Reply With Quote
  #15  
Old 28 Apr 2008
Registered Users
New on the HUBB
 
Join Date: Feb 2008
Location: northumberland
Posts: 11
errrrrmmm

I went to south shields the other day.....
Reply With Quote
Reply


Currently Active Users Viewing This Thread: 1 (0 Registered Users and/or Members and 1 guests)
 
Thread Tools
Display Modes

Posting Rules
You may not post new threads
You may not post replies
You may not post attachments
You may not edit your posts

BB code is On
Smilies are On
[IMG] code is On
HTML code is Off
Trackbacks are On
Pingbacks are On
Refbacks are On


Similar Threads
Thread Thread Starter Forum Replies Last Post
Can someone suggest tires??? bluechip68 Equipping the Bike - what's the best gear? 1 10 Oct 2007 02:45
Argentine Trails Dan 23 South America 8 21 Mar 2007 21:38
OHV trails in the Appalachian mt. geokobbi North America 1 13 Mar 2007 05:42
can someone suggest a road trail bike please molokow Middle East 0 5 Sep 2005 03:47
crosssing the US on trails buret Route Planning 3 23 Jan 2003 04:57

 
 
 

NEW! HU 2015 Motorcycle Adventure Travel Calendar is now available! Get your copy now for some terrific travel inspiration!

HUGE, 11.5 x 16.5 inches, beautifully printed in Germany on top quality stock! Photos are the winning images from over 600 entries in the 9th Annual HU Photo Contest!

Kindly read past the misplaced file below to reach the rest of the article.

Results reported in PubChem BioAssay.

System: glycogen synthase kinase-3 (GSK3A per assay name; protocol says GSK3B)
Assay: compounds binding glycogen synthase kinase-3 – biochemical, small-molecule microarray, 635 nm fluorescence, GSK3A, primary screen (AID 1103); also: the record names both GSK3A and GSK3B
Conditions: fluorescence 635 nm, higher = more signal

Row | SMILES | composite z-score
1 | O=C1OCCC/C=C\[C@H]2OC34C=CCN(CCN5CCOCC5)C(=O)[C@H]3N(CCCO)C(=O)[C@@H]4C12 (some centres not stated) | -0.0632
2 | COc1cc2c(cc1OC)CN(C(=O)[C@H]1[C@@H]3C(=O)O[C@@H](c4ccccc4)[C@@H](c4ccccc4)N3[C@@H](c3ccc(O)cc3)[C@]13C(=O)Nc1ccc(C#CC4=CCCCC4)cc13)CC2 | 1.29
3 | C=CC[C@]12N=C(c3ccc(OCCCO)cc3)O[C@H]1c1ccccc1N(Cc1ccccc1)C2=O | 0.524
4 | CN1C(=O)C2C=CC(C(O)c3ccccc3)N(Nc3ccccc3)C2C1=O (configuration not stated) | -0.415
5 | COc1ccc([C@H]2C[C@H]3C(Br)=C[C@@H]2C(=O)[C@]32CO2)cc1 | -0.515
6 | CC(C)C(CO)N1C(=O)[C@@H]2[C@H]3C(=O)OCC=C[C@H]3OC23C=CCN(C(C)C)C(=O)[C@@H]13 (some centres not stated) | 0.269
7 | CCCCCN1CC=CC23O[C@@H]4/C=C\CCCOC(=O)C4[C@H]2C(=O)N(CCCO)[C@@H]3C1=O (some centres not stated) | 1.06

Horizons Unlimited 2015 Motorcycle Adventure Travel Calendar.

"The calendar is magnificent!"

"I just wanted to say how much I'm loving the new, larger calendar!"

We share the profit with the winning photographers. YOU could be in the HU Calendar too - enter here!


HU DVD Autumn Special!

Take 40% off Road Heroes Part 1 until October 31 only!

Road Heroes features tales of adventure, joy and sheer terror by veteran travellers Peter and Kay Forwood (193 countries two-up on a Harley); Dr. Greg Frazier (5 times RTW); Tiffany Coates (RTW solo female); and Rene Cormier (University of Gravel Roads).

The first in an exciting new series, Road Heroes features tales of adventure, joy and sheer terror by veteran travellers."Inspiring and hilarious!"

"I loved watching this DVD!"

"Lots of amazing stories and even more amazing photographs, it's great fun and very inspirational."

"Wonderful entertainment!"

Check it out at the HU Store! Remember to use Coupon Code 'HEROES' on your order when you checkout.


Renedian Adventures


Renedian Adventures

What others say about HU...

"I just wanted to say thanks for doing this and sharing so much with the rest of us." Dave, USA

"Your website is a mecca of valuable information and the DVD series is informative, entertaining, and inspiring! The new look of the website is very impressive, updated and catchy. Thank you so very much!" Jennifer, Canada

"...Great site. Keep up the good work." Murray and Carmen, Australia